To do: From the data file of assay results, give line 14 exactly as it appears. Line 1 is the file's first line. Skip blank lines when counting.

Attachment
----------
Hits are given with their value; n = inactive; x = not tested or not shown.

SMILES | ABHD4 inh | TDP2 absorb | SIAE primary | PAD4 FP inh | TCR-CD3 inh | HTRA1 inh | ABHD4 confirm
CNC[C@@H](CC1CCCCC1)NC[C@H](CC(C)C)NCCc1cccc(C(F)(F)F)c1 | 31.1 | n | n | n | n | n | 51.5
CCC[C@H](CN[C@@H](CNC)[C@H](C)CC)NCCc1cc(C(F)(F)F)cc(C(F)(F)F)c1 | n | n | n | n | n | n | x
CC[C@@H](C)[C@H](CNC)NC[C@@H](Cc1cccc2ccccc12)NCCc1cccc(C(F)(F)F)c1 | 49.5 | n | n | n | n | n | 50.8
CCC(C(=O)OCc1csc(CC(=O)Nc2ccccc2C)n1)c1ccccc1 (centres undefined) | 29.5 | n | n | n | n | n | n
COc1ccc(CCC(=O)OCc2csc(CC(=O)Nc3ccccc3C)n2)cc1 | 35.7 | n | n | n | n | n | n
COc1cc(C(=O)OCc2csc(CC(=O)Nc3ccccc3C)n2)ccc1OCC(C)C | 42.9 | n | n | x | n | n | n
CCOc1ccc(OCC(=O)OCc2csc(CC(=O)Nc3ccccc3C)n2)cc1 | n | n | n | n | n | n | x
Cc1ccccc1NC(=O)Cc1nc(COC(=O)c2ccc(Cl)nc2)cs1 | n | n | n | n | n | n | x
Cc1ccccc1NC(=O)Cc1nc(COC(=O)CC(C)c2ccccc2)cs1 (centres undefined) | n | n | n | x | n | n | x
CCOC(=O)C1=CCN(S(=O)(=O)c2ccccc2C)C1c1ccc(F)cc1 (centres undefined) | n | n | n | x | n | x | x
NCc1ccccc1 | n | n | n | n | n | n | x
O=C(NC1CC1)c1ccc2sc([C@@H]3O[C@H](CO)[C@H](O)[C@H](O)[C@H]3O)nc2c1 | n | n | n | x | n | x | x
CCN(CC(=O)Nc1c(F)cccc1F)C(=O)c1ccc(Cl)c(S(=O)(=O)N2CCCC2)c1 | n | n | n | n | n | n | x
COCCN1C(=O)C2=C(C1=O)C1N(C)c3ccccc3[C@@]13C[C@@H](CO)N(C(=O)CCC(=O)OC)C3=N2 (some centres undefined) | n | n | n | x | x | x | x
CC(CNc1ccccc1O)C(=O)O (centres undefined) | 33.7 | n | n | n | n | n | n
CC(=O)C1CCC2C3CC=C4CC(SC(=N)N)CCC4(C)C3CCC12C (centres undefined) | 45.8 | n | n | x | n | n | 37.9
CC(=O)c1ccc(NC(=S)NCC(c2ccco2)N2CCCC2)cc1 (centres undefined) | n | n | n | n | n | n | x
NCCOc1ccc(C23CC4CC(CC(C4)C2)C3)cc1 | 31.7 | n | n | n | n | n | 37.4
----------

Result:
O=C(NC1CC1)c1ccc2sc([C@@H]3O[C@H](CO)[C@H](O)[C@H](O)[C@H]3O)nc2c1 | n | n | n | x | n | x | x